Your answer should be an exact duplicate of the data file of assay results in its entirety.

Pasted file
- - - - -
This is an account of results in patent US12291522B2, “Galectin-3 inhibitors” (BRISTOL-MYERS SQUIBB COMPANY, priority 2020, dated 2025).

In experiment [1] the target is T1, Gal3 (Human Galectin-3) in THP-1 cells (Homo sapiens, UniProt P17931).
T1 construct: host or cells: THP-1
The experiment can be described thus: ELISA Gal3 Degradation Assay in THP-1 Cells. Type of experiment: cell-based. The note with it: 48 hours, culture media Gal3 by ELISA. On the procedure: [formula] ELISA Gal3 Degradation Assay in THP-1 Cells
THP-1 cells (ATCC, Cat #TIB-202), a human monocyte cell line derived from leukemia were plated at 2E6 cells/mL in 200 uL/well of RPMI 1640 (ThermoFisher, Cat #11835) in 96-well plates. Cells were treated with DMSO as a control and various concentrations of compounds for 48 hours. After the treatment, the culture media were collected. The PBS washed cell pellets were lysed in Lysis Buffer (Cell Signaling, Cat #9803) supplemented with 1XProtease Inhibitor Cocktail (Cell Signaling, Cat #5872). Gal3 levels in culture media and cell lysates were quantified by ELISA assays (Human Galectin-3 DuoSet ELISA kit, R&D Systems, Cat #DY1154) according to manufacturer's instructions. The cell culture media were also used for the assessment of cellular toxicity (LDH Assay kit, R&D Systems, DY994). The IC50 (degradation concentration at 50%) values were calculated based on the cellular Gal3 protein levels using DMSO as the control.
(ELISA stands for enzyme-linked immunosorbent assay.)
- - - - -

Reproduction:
This is an account of results in patent US12291522B2, “Galectin-3 inhibitors” (BRISTOL-MYERS SQUIBB COMPANY, priority 2020, dated 2025).

In experiment [1] the target is T1, Gal3 (Human Galectin-3) in THP-1 cells (Homo sapiens, UniProt P17931).
T1 construct: host or cells: THP-1
The experiment can be described thus: ELISA Gal3 Degradation Assay in THP-1 Cells. Type of experiment: cell-based. The note with it: 48 hours, culture media Gal3 by ELISA. On the procedure: [formula] ELISA Gal3 Degradation Assay in THP-1 Cells
THP-1 cells (ATCC, Cat #TIB-202), a human monocyte cell line derived from leukemia were plated at 2E6 cells/mL in 200 uL/well of RPMI 1640 (ThermoFisher, Cat #11835) in 96-well plates. Cells were treated with DMSO as a control and various concentrations of compounds for 48 hours. After the treatment, the culture media were collected. The PBS washed cell pellets were lysed in Lysis Buffer (Cell Signaling, Cat #9803) supplemented with 1XProtease Inhibitor Cocktail (Cell Signaling, Cat #5872). Gal3 levels in culture media and cell lysates were quantified by ELISA assays (Human Galectin-3 DuoSet ELISA kit, R&D Systems, Cat #DY1154) according to manufacturer's instructions. The cell culture media were also used for the assessment of cellular toxicity (LDH Assay kit, R&D Systems, DY994). The IC50 (degradation concentration at 50%) values were calculated based on the cellular Gal3 protein levels using DMSO as the control.
(ELISA stands for enzyme-linked immunosorbent assay.)